For many people, arrest and incarceration perversely leads to temporarily improved health care relative to what they had received on the outside. For example, over a quarter of people in state and federal prisons who entered prison with a chronic condition were first diagnosed with this condition while incarcerated. Realities like this have led some to suggest that prisons are good for health—an idea that has also been part of the false claim that they deter future crime.
Nothing could be further from the truth. Health care quality inside jails and prisons is notoriously deficient and inadequately regulated. Unconstitutional medical neglect runs rampant, with nearly 20 percent of people in prisons reporting that they have not had a single medical appointment since they were first incarcerated. While 43 percent of people in state prisons have been diagnosed with a mental health condition, 74 percent report not having received any mental health care while incarcerated.
This lack of care has long-term consequences, with each year of incarceration associated with a two-year reduction in life expectancy. And these harmful health effects of incarceration don’t only harm those who have been incarcerated; they also spread to their families, communities, and entire counties. This does nothing to deter crime nor to “rehabilitate” incarcerated people, but it does partially explain why incarceration actually increases subsequent criminal behavior.
The real conclusion to be drawn from the relatively better availability of health care inside jails and prisons for some people is this: Our for-profit health care system is failing abysmally to provide basic care for those with the greatest need. This, in turn, fuels interrelated cycles of poverty, trauma, addiction, crime, and violence.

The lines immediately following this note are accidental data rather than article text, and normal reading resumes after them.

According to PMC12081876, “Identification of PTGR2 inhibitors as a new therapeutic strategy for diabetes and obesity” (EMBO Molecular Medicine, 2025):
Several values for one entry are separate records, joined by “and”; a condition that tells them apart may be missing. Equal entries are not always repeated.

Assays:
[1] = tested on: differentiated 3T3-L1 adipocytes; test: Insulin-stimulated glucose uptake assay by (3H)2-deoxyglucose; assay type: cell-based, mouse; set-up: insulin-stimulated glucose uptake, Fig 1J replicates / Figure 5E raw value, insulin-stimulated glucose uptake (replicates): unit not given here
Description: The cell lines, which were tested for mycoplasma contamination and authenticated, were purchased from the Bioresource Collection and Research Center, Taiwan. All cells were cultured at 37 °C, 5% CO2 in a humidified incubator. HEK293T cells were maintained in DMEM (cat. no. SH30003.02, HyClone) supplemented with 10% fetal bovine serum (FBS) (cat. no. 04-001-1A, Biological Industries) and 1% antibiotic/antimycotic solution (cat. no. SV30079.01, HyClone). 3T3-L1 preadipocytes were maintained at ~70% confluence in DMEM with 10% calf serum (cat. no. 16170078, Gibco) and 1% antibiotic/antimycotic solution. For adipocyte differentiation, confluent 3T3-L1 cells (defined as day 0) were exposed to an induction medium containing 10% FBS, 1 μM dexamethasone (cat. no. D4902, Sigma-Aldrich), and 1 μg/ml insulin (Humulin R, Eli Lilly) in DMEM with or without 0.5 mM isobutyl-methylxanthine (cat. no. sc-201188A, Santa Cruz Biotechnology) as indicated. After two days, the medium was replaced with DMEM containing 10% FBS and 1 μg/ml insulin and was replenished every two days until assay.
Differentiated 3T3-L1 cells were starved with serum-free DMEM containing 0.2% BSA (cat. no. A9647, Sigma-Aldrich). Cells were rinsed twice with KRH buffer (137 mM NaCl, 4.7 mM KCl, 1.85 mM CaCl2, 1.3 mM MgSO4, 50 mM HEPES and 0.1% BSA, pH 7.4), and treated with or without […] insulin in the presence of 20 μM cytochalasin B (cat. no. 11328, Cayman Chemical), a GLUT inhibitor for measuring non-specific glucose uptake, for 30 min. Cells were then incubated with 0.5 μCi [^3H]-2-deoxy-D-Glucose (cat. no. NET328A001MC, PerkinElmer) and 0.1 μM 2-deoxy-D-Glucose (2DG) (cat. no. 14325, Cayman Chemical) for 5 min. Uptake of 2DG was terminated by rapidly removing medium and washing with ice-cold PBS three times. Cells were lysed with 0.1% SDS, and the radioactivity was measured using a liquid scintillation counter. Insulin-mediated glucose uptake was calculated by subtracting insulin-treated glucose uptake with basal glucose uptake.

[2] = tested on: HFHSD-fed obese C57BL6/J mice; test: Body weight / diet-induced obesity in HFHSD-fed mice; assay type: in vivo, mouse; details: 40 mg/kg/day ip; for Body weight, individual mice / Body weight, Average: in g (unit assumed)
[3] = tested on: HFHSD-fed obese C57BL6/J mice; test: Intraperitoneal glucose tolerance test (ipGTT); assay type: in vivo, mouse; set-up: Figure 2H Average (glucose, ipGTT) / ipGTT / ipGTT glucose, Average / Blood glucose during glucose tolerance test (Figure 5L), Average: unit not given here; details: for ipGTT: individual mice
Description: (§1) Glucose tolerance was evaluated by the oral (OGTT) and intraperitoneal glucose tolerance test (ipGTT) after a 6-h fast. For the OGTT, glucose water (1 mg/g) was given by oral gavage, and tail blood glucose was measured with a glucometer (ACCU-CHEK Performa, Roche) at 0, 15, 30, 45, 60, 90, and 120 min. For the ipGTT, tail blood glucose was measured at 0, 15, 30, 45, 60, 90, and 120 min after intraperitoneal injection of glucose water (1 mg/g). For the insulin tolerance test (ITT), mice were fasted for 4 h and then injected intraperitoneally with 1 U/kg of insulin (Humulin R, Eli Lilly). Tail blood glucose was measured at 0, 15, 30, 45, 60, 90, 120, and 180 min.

These health policy failures are a major driver of America’s failed public safety paradigm. But, despite intense political and media attention paid to crime and public safety policy over the last two years, almost no media or political attention has been paid to a constant stream of research repeatedly demonstrating that expanding supportive services, especially health care access, is an extremely effective policy for reducing crime and improving shared safety.
In studies released this year alone, one found that men who lose access to Medicaid eligibility are 14 percent more likely to be incarcerated over the following two years relative to a matched comparison group. That goes up to 21 percent for people with histories of mental health diagnoses. A second showed that increased access to health care through Medicaid expansion for formerly incarcerated people substantially reduces rates of rearrest for violent crimes and public order crimes, with 16 percent reductions in violent crime observed over the two years after release. A third found police arrests significantly declined after the Affordable Care Act expanded Medicaid access, leading to a 25 to 41 percent drop in drug arrests and a 19 to 29 percent decrease in violence-related arrests.
In 2020, two studies demonstrated that Medicaid expansion is associated with reductions in burglary, vehicle theft, homicide, robbery, and assault, resulting in significant financial returns that offset the public cost of ensuring a right to health care. Another showed that the 1990 Medicaid expansion, which provided increased health care access for Black children, led to a 5 percent reduction in their rate of incarceration by age 28, mostly due to reductions in financially motivated crimes. And a 2021 study showed expanding outpatient mental health care offices substantially reduces crime and crime-associated costs to communities.
These recent findings join others that have repeatedly demonstrated that not just health care but a wide range of supportive public services—from emergency financial assistance, addiction treatment, and guaranteed basic income, to summer jobs programs and neighborhood beautification—are very effective at reducing crime and protecting community safety. By contrast, data have repeatedly shown that U.S. policing and punishment models, despite their already world-leading budgets, do not make Americans safer.